Northern Ireland's young people are struggling to cope with acute loneliness, a youth worker has claimed.
The warning follows research which found that more than two-thirds of 16 to 24-year-olds feel lonely more often than a number of other age groups.
Some 36.8% of people in that age bracket reported feeling "more often lonely", which is comparable with 41.3% of people aged 75 or older and 41.1% of those aged 55 to 64, according to the Northern Ireland Statistics and Research Agency (Nisra).
The age group with the highest percentage of respondents who reported hardly ever feeling lonely was 35 to 44-year-olds, followed by 65 to 74-year-olds.
Craig Wilson, a Prince's Trust team leader at Oasis Caring In Action who works with young people who are not in education, employment or training, said loneliness was a huge problem.
"Over the last three years we've seen a steady rise in the number of young people presenting themselves as suffering from social isolation or feelings of loneliness," he added.
"In this age of social media, they feel less need to socialise in person with their peers.
"However, they also recognise that they don't develop the relevant social skills they will need in later life."
East Belfast-based Mr Wilson said he dealt with youths from across the city, from both comfortable and underprivileged backgrounds.
"Young people have been coming here for the last four years from everywhere and they're all presenting with the same issues," he explained.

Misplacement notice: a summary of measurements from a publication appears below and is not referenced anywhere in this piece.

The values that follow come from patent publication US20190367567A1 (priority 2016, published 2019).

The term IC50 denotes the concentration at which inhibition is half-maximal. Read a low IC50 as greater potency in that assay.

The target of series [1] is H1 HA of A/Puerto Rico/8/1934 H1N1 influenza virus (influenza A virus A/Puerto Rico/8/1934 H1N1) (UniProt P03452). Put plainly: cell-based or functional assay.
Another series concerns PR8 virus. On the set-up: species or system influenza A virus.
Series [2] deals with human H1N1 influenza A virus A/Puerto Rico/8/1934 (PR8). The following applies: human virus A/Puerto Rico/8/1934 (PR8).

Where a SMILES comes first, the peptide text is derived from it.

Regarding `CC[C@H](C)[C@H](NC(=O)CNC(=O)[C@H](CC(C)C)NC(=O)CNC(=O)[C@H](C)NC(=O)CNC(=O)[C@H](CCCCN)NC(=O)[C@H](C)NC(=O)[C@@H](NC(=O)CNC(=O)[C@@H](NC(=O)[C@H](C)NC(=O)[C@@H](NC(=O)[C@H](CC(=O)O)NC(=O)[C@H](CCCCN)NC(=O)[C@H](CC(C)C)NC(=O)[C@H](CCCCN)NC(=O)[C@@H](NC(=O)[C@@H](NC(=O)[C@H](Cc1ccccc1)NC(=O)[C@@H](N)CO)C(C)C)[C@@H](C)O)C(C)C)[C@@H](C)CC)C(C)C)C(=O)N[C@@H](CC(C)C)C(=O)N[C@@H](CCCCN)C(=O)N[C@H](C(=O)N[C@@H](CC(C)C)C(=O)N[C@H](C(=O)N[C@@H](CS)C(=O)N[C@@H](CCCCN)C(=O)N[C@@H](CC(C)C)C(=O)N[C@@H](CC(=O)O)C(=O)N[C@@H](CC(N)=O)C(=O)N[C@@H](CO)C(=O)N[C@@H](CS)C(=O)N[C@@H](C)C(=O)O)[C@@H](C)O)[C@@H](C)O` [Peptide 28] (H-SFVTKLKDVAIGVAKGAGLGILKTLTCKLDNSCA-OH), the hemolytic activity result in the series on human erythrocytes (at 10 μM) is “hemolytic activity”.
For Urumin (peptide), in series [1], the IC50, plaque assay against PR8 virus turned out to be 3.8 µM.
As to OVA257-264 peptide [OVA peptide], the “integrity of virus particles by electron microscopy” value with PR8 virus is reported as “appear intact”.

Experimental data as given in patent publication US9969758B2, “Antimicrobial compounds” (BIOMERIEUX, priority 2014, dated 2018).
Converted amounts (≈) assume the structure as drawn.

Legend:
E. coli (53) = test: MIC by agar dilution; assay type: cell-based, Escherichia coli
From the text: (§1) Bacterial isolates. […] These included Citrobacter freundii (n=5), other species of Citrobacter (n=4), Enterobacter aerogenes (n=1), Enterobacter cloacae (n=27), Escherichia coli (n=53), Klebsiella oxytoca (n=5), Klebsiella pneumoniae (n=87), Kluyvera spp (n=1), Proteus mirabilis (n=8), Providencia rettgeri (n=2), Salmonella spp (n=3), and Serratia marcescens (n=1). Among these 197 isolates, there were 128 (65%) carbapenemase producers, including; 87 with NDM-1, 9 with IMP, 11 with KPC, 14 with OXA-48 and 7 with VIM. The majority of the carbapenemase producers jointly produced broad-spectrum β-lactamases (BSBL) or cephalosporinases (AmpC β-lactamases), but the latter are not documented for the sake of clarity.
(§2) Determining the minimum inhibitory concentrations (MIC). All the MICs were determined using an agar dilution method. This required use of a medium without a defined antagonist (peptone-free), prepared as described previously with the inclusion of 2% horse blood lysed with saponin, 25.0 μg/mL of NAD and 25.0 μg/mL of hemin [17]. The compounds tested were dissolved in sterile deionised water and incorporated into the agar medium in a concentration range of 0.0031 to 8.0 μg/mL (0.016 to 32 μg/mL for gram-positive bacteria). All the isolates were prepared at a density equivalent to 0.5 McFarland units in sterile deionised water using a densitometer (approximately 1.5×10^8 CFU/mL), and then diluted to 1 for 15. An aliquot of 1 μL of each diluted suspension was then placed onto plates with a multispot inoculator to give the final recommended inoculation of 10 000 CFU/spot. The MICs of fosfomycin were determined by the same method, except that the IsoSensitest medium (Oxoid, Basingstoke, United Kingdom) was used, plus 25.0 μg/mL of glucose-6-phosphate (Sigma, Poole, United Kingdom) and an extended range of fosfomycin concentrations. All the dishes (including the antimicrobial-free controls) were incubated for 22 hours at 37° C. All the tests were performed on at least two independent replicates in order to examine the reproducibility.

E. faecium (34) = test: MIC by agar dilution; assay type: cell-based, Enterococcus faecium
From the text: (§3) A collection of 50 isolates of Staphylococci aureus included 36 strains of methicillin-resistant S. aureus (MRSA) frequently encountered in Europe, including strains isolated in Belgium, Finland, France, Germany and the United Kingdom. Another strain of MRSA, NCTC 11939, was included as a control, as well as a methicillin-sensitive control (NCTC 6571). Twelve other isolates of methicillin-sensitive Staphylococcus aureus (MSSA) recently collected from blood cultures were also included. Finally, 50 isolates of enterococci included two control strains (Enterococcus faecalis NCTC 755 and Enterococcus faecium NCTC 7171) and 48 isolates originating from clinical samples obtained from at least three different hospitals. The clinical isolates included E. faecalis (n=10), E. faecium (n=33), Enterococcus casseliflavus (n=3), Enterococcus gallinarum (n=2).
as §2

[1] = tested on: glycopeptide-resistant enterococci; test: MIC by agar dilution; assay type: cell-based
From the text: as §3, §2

"Their self-worth is very low and they have no confidence.
"Some of the youngsters I meet haven't spoken to another human being for months because they've become so isolated.
"Loneliness has become a much bigger issue today than it ever has been.
"The main problem is that now everything is done online. Kids order food online, they can do their benefits online and they have friends online.
"Often, interaction with other people just doesn't happen. It's a huge problem - and it's getting worse."
Among Nisra's key findings was that approximately one in every 20 adults in Northern Ireland reported feeling lonely "always" or "often".
It also emerged that women were more likely to be "more often lonely" than men.
The group most likely to feel "more often lonely", on 61.3%, was people whose partners had died.
Meanwhile, approximately two-thirds (66.2%) of respondents who described their general health as "bad" or "very bad" felt more often lonely.
In comparison, just over a fifth (21.3%) of those who said they were in "very good" health felt the same.
Eddie Lynch, the Commissioner for Older People in Northern Ireland, said that Nisra's latest figures "reinforce the loneliness epidemic that older people are facing".